True West BROADWAY REVIEWS

Photo: Joan Marcus
  • NY TIMES

  • DEADLINE

  • VARIETY

  • HR

  • TIME OUT

Opening Night:
January 24, 2019
Closing:
March 17, 2019

Theater: American Airlines / 227 West 42nd Street, New York, NY, 10036

Synopsis: 

Opposites attack in Sam Shepard’s Pulitzer Prize-nominated play about two brothers with more in common than they think. Holed up in their mother’s California house, lowlife Lee (Ethan Hawke) and screenwriter Austin (Paul Dano) wrestle with big issues—and each other. Order vs. chaos. Art vs. commerce. Typewriter vs. toaster...Shepard’s rip-roaring classic returns to Broadway, gleefully detonating our misguided myths of family, identity and the American Dream.

BUY TICKETS BUY GROUP TICKETS
  • NEW YORK TIMES REVIEW OF True West

    Review: Ethan Hawke and Paul Dano Go Mano a Mano in the Riveting ‘True West’

    Ben Brantley

    January 24, 2019: Sam Shepard’s wild West just got a lot scarier. I’m talking about that shadowy, shifting desertscape occupied so disharmoniously by the two brothers of Shepard’s 1980 masterwork, “True West,” which has been given a ripping revival by James Macdonald at the American Airlines Theater. As embodied bya brilliant Ethan Hawke, in full-menace mode, and a tightly wired Paul Dano, everyday sibling rivalry has seldom felt this ominous. It’s not that you worry that one’s going to kill the other, in the time-honored tradition of Cain and Abel, although that looms as a possibility. What’s really threatening in this Roundabout Theater Company production, which opened on Thursday night, is its creeping, gut-knotting insistence that family is no fortress against a darkness that erases all sense of a separate self. On the contrary. When it comes to getting lost in the gloaming of existential nothingness, there’s no place like home.

    READ THE REVIEW
  • DEADLINE REVIEW OF True West

    ‘True West’ Broadway Review: Ethan Hawke, Paul Dano Find Direction In Sam Shepard Classic Of Brotherly Hate

    Greg Evans

    January 24, 2019: As Sam Shepard’s True West brothers grim, Ethan Hawke and Paul Dano dig deep into the loamy earth of that macho post-hippie neo-cowboy near-masterpiece, mucking about the desert-edge-of-suburbia drama and surviving (we assume) to face another tequila sunrise. Shepard’s 1980 near-Pulitzer elegy for an authentically brutal frontier that’s faded into a brutally make-believe dreamland might not carry the same are we not real men urgency of the panicky sensitive-male era in which the playwright first mourned his mythologized West, but its apparent appeal for a certain type of meat-seeking actor persists. All of which is to say, Hawke and Dano are well-suited in both temperament and talent for the Roundabout’s Broadway revival of Shepard’s once-shocking blast of new wave absurdism, opening tonight at the American Airlines Theatre.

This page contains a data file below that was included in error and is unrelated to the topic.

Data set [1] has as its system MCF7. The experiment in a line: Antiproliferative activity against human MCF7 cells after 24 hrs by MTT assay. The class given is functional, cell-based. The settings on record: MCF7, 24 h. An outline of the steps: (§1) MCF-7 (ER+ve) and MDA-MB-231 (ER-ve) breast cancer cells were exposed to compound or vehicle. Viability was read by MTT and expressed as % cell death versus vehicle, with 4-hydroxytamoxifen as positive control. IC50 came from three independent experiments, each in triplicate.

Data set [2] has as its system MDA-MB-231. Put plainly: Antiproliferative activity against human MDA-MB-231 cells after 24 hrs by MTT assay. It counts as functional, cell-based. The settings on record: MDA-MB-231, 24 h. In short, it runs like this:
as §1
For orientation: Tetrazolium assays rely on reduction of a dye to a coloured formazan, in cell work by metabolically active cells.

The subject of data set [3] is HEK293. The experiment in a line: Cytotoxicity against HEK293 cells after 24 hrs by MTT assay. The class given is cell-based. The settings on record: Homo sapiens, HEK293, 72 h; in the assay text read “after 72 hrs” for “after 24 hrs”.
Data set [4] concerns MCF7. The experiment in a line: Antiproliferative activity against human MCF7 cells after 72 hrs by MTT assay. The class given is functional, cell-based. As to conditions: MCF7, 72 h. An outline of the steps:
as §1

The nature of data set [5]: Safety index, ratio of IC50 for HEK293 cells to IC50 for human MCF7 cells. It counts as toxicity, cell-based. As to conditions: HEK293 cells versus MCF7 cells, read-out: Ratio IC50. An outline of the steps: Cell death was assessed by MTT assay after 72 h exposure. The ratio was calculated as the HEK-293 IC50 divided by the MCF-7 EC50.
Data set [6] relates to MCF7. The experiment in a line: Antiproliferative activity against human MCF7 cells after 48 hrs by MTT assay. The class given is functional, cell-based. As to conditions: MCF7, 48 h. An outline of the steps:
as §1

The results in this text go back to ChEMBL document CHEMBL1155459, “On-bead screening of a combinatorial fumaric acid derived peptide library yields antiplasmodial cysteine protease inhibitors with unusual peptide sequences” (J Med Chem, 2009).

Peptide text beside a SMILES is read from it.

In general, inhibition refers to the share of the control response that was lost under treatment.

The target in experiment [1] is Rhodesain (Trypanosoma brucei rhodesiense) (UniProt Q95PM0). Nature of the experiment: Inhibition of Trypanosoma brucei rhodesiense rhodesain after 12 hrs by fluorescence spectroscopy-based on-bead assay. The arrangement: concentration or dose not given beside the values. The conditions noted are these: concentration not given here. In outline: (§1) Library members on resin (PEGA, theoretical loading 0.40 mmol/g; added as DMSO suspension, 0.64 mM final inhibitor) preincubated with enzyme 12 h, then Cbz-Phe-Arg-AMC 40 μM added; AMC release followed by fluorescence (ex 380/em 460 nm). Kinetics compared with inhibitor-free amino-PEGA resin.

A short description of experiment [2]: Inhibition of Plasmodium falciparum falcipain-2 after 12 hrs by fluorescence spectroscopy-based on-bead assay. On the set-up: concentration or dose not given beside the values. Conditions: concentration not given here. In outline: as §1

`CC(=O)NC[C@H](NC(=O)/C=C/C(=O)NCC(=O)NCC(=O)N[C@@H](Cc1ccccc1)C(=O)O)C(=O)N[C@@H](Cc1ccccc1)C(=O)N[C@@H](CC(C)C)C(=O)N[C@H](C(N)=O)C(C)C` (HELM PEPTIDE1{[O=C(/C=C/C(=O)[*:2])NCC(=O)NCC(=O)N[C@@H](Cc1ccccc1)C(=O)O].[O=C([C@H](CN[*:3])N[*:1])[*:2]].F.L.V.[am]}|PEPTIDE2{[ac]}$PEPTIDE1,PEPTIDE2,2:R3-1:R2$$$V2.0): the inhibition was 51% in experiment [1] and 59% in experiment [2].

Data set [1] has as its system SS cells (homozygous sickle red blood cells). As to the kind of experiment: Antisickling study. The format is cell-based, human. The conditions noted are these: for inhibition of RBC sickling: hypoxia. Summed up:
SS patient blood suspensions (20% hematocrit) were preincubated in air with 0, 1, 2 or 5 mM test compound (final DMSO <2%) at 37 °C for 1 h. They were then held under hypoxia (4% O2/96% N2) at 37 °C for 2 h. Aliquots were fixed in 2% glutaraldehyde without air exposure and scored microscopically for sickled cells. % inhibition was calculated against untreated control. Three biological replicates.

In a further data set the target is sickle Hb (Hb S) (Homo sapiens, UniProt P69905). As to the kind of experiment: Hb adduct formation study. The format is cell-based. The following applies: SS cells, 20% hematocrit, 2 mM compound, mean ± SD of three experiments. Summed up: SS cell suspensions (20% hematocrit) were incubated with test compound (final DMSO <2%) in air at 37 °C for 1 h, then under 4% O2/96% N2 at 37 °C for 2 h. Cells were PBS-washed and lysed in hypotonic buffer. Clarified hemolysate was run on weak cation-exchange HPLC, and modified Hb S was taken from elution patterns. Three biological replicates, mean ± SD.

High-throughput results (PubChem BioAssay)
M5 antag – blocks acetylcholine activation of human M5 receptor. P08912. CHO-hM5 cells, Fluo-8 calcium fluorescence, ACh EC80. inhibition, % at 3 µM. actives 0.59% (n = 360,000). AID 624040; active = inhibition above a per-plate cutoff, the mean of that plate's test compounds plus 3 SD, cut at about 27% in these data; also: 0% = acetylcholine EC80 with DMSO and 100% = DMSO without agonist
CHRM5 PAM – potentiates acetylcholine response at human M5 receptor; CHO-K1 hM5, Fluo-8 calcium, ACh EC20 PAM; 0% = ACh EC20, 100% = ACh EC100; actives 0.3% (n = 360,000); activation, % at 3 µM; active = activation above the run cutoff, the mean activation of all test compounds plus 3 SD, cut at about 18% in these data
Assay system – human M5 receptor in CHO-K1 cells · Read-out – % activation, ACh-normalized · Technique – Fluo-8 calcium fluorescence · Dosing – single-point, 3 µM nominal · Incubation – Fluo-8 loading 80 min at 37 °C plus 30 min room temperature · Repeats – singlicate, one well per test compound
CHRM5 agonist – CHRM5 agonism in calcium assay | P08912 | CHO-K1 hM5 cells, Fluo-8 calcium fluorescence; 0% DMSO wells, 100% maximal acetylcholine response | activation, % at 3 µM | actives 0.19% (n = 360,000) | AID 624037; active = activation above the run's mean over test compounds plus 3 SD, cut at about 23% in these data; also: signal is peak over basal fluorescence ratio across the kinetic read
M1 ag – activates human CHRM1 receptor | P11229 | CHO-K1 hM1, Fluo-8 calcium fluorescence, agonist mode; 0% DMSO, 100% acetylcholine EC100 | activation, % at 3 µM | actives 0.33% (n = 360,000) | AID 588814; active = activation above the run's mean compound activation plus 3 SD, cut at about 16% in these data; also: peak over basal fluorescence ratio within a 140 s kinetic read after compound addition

READ THE REVIEW
  • VARIETY REVIEW OF True West

    Broadway Review: ‘True West’ With Ethan Hawke, Paul Dano

    Marilyn Stasio

    January 24, 2019: If there’s one thing a production of “True West” must have, it’s that haunting sense of the two brothers being one person at war with himself. That’s exactly what director James Macdonald’s new Broadway production doesn’t have. Hawke seethes and smolders in a thrilling approximation of Lee’s craziness, but there’s no hint of Austin in his manic performance. And while Dano is completely convincing as the repressed Austin, there’s no sign of his secret bad boy, not even when he’s breaking into houses and stealing toasters.

    READ THE REVIEW
  • HOLLYWOOD REPORTER REVIEW OF True West

    'True West': Theater Review

    Frank Scheck

    January 24, 2019: Shepard's enigmatic play defies easy interpretation, with its vague themes of sibling rivalry, the mythos of the American West and the thin line between civilization and anarchy never truly coming into focus. But it works marvelously as a mood piece, which for several reasons this production only partially succeeds in capturing. The expansive American Airlines Theatre isn't intimate enough to provide the necessary air of claustrophobia; the slack pacing of Act I allows boredom to settle in; and Hawke, as good as he is, is a bit too studied in his affect. He certainly tries hard, but you never get the sense of true danger that his character is supposed to emit. Staged by James Macdonald (who directed Shepard in a 2004 off-Broadway production of Caryl Churchill's A Number), the revival works much better in its comedic aspects, which are fully exploited in Act II.

    READ THE REVIEW
  • TIME OUT NEW YORK REVIEW OF True West

    True West

    Adam Feldman

    January 24, 2019: If the charismatic Hawke all but wipes the floor with Dano in the play’s first half, Dano gets his turn to act out in Act Two. These are showcase roles, and the actors play them with gusto. James Macdonald’s Roundabout Theatre Company production occasionally errs on the side of the obvious: Marylouise Burke brings her customary off-kilter comic panache to her cameo as the brothers’ late-returning mom, but Gary Wilmes smears an extra layer of grease on the already oleaginous role of a Hollywood producer, and a showy change of lighting undermines Austin’s big story about how his dissolute father lost two pairs of teeth. But if some aspects of True West seem too neatly schematic, Shepard’s dissection of authenticity and masculinity resounds in new ways in the current American political landscape. There is a lot of humor built into the conflict between the amoral, desperate, confidently doltish Lee and the exasperated, ineffectual Austin, but there is horror, too, as the play’s red and blue factions bleed into each other, yielding the purple of an unhealed bruise.

    READ THE REVIEW

BEST REVIEWED SHOWS

    JerseyBoys    Phantom    Motown    Wicked
DOWNLOAD THE APP